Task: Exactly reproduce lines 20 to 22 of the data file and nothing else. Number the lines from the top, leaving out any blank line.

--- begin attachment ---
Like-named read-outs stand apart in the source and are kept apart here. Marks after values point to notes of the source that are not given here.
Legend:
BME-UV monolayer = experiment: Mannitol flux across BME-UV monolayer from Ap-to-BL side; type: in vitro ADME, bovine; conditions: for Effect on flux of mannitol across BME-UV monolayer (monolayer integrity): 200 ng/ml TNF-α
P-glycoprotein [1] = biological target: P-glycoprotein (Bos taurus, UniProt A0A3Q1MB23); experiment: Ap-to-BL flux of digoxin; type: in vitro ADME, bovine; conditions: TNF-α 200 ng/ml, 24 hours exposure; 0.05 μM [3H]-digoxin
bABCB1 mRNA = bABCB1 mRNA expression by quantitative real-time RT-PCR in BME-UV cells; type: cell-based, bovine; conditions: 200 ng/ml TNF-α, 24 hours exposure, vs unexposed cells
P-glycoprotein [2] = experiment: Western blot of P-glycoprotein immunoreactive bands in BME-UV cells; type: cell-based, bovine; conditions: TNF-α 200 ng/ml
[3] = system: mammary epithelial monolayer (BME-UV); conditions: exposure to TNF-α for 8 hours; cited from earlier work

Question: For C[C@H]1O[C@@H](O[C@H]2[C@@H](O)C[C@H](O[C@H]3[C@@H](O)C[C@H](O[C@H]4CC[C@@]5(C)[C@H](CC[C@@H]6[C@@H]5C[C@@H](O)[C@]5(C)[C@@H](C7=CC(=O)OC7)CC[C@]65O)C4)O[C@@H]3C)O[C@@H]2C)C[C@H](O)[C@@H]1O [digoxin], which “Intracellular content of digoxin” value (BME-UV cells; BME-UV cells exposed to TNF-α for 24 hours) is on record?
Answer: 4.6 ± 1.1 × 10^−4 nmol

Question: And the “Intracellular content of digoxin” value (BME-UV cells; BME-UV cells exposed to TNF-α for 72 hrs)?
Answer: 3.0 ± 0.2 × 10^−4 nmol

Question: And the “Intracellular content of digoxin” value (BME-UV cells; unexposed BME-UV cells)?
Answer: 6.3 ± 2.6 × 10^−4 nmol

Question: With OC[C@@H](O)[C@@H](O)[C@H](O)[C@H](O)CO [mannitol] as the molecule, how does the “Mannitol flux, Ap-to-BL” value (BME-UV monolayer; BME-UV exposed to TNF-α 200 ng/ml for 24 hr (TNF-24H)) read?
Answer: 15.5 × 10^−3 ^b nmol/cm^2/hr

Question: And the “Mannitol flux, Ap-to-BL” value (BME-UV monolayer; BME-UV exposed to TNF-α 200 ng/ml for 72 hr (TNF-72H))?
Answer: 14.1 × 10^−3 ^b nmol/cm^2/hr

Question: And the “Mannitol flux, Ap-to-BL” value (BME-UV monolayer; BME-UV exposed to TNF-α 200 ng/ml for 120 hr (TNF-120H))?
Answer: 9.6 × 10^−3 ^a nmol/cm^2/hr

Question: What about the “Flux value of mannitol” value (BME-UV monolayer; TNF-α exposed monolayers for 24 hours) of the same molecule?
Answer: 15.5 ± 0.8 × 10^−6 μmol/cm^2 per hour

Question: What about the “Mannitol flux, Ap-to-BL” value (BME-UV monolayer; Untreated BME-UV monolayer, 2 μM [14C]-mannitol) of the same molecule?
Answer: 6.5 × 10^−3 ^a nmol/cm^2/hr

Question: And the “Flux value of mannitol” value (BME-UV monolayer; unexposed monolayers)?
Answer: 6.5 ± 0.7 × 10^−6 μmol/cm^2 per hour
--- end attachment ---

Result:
Question: What about the “Flux value of mannitol” value (BME-UV monolayer; TNF-α exposed monolayers for 24 hours) of the same molecule?
Answer: 15.5 ± 0.8 × 10^−6 μmol/cm^2 per hour

Question: What about the “Mannitol flux, Ap-to-BL” value (BME-UV monolayer; Untreated BME-UV monolayer, 2 μM [14C]-mannitol) of the same molecule?